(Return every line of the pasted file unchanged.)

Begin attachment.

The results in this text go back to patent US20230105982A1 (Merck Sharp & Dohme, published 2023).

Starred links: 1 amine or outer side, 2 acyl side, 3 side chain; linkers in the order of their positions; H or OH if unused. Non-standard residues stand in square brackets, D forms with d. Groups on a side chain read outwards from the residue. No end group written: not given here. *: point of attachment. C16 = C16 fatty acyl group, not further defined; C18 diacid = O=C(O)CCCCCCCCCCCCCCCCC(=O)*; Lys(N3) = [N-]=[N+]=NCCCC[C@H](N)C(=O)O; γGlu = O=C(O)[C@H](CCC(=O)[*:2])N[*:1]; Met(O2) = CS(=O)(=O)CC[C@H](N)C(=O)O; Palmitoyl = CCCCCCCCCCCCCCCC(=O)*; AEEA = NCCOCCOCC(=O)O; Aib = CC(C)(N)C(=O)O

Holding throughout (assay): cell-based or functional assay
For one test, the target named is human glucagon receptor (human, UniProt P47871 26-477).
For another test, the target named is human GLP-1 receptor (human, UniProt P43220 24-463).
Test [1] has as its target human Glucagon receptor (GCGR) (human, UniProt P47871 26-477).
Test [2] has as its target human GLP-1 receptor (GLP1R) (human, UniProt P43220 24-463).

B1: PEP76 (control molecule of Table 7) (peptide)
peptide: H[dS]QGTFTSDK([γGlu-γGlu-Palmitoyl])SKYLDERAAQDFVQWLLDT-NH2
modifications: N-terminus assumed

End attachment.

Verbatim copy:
The results in this text go back to patent US20230105982A1 (Merck Sharp & Dohme, published 2023).

Starred links: 1 amine or outer side, 2 acyl side, 3 side chain; linkers in the order of their positions; H or OH if unused. Non-standard residues stand in square brackets, D forms with d. Groups on a side chain read outwards from the residue. No end group written: not given here. *: point of attachment. C16 = C16 fatty acyl group, not further defined; C18 diacid = O=C(O)CCCCCCCCCCCCCCCCC(=O)*; Lys(N3) = [N-]=[N+]=NCCCC[C@H](N)C(=O)O; γGlu = O=C(O)[C@H](CCC(=O)[*:2])N[*:1]; Met(O2) = CS(=O)(=O)CC[C@H](N)C(=O)O; Palmitoyl = CCCCCCCCCCCCCCCC(=O)*; AEEA = NCCOCCOCC(=O)O; Aib = CC(C)(N)C(=O)O

Holding throughout (assay): cell-based or functional assay
For one test, the target named is human glucagon receptor (human, UniProt P47871 26-477).
For another test, the target named is human GLP-1 receptor (human, UniProt P43220 24-463).
Test [1] has as its target human Glucagon receptor (GCGR) (human, UniProt P47871 26-477).
Test [2] has as its target human GLP-1 receptor (GLP1R) (human, UniProt P43220 24-463).

B1: PEP76 (control molecule of Table 7) (peptide)
peptide: H[dS]QGTFTSDK([γGlu-γGlu-Palmitoyl])SKYLDERAAQDFVQWLLDT-NH2
modifications: N-terminus assumed